Saturday morning, after a week of taking it very easy (nursing that injury), I went for a lovely 20 km run through the wooded trails outside of UBC. I drove there, shaving off 10 km, so I would have more time to run on trails. It was perfect. Tons of people hiking or jogging with their dogs, tons of runners, perfect weather. I ate gels, ran wherever I wanted, explored the forest. My leg was completely pain free. Pretty much an ideal run. Which was good, because Sunday would turn out to be pretty much the inverse of ideal!
Sunday morning now, bright and early. Up at 5:45 or some ungodly hour like that, out with the dog and then off to Squamish. I drank my new fancy electrolyte drink, listened to some Robb Wolf podcasts, and enjoyed the ride. Unfortunately, it had started raining, hard, and I didn’t have much hope that it would clear up. To my relief, it did seem like the rain was falling more lightly as I drove past Squamish, to our goal, a turn off to Retta Lake.
I arrived on time, and the rest of the team showed up shortly thereafter. (I am the most punctual of the group, you’ll be happy to know. I’ll be late intentionally next time, I don’t wanna get a reputation.) A car-load of girls confusedly drove by, then came back to rejoin us. I recognized none of them. Of the maybe 10 or so runners, I only recognized four runners from the first training run, including Gottfried (race director), Emry (sp?) or “The Man Who Knew The Way”, the Australian, Gretel, and a girl named Nicola. I got ready, lubed my feet, and we got our little race briefing. Of note was the reassurance that there was “only a short bit of hard packed snow” in one section and that it would be pretty easy going. And, as usual, we were off!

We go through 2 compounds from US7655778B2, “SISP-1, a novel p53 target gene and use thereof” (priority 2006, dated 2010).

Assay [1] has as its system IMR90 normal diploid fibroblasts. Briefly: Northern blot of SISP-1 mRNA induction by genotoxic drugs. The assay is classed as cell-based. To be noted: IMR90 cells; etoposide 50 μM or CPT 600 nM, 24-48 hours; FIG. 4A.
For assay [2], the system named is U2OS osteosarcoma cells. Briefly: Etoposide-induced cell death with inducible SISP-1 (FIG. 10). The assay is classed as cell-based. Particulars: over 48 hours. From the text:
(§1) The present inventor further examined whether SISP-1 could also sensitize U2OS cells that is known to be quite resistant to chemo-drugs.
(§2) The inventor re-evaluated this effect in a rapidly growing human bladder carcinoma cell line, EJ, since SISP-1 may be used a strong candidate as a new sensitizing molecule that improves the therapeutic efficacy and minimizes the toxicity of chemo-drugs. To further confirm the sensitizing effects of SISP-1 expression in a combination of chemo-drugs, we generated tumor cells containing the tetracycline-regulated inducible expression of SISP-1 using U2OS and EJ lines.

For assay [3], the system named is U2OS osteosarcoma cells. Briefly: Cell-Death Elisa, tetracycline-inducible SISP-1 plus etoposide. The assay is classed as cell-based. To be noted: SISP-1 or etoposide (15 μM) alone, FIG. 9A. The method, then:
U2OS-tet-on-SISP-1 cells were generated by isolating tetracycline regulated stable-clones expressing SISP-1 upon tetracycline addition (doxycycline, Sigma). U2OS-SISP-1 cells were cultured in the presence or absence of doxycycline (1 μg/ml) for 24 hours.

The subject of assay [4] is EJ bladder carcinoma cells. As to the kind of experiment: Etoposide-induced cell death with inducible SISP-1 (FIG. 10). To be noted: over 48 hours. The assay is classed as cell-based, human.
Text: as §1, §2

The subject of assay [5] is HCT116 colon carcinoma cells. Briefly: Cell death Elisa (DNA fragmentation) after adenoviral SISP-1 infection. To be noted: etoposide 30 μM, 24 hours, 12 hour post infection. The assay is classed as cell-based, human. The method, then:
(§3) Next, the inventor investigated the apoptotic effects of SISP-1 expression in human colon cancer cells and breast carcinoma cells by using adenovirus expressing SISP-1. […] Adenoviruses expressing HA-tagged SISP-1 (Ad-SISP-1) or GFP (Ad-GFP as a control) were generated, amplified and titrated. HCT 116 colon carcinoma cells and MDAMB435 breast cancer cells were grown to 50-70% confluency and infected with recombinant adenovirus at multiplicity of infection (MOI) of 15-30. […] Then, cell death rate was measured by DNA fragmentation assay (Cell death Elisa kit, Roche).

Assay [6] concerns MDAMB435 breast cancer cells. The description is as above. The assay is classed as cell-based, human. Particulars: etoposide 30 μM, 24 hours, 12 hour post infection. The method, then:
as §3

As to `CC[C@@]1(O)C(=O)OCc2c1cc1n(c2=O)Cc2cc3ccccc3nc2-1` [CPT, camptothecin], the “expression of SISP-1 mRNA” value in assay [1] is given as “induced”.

The beginning of the run was nice, up and through the Brohm Lake trails, eventually joining the trail we ran last weekend, and descending (along the dangerous steps and steep rocks) to Midnight Way. I think all in all it was about 7 km before we were breaking new ground.
I was joined quickly by Gretel, and we set off at a very reasonable pace. Nicola and a girl I would later meet, Jen, took off ahead. Gretel and I lost sight of them quickly on the first few hills, and that was fine. She wanted to take it easy, and I wanted to go slow to keep my calf from being re-injured. We chatted a bit as we ran. This is my favourite section of the trail thus far, and the pace was really chill.
We caught up with Jen and Nicola at a fork in the road, where they’d stopped, unsure of the way to go. It was unmarked, but there was a trail map, so we worked it out. So now, and for the remainder of the run, we four ran on together.
Through the Brohm Lake sections there are some really slippery steps, and this week it was Jen’s turn to slide her shins into the steps, in the same spot (perhaps the exact same step) as Nicola did last week. Eek! She seemed pretty sore, so we slowed down a LOT and plodded our way down the mountainside. There was a lot of chit-chat, and not a lot of concentration on the trail, and we were going disturbingly slow. I didn’t really mind, but part of me was like c’mon girls, let’s see some hustle. It is worth noting that the 3 girls knew each other, so I just hung out back, ate my gels, and made sure I didn’t break an ankle.
Finally we got off that rock slide, and we picked up the pace. My legs felt really heavy, my pack was really heavy (intentionally ,with 3 L of water) and I was actually working somewhat to keep up, so I was happy. We ran for what felt like ages along the gravel road, and honestly I am struggling to remember much of the trail. Much of it was road, for certain, with possibly some intermissions of steep gravel / rocky sections. I ran them all, but waited at the top for the girls. Not that they were far behind, they were just being more conservative on the uphills. I hate walking the hills unless I have to, so I just didn’t bother.